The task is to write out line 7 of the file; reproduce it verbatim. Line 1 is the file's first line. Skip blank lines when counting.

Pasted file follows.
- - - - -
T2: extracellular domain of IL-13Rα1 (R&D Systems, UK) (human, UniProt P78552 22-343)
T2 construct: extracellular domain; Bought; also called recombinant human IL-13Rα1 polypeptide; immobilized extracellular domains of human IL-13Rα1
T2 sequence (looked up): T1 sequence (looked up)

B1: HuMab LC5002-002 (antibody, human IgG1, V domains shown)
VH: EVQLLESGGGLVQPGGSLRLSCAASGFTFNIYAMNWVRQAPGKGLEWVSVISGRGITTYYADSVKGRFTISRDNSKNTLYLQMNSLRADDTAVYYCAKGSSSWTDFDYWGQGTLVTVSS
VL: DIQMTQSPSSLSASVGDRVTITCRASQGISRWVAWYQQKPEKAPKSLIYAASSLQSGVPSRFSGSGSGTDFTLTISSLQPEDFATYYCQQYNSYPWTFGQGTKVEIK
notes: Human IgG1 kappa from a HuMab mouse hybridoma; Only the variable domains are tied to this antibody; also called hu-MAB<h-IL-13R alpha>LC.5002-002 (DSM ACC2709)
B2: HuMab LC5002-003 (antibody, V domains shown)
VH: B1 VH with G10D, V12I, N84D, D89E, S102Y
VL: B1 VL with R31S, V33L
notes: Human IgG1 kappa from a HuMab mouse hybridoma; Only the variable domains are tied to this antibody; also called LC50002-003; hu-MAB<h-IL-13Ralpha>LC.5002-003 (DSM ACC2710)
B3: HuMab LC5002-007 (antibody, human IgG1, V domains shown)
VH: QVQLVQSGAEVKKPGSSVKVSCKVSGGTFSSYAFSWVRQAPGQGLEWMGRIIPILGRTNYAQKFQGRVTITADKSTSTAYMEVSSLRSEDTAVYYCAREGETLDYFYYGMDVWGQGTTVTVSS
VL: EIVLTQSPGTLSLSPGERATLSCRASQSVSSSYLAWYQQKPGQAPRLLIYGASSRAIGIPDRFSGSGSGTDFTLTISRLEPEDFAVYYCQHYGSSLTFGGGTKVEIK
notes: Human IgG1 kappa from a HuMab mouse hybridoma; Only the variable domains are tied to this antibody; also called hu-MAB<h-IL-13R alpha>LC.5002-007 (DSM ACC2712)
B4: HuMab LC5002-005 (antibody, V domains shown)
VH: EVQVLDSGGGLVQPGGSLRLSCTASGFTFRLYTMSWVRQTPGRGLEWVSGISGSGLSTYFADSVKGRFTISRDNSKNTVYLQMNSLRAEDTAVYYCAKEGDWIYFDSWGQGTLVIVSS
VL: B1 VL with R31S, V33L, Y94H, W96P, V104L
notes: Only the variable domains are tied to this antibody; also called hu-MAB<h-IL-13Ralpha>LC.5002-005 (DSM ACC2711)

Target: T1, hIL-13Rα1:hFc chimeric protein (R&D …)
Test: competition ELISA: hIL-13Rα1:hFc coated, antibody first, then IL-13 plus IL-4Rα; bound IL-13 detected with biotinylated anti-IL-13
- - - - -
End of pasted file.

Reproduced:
notes: Human IgG1 kappa from a HuMab mouse hybridoma; Only the variable domains are tied to this antibody; also called hu-MAB<h-IL-13R alpha>LC.5002-002 (DSM ACC2709)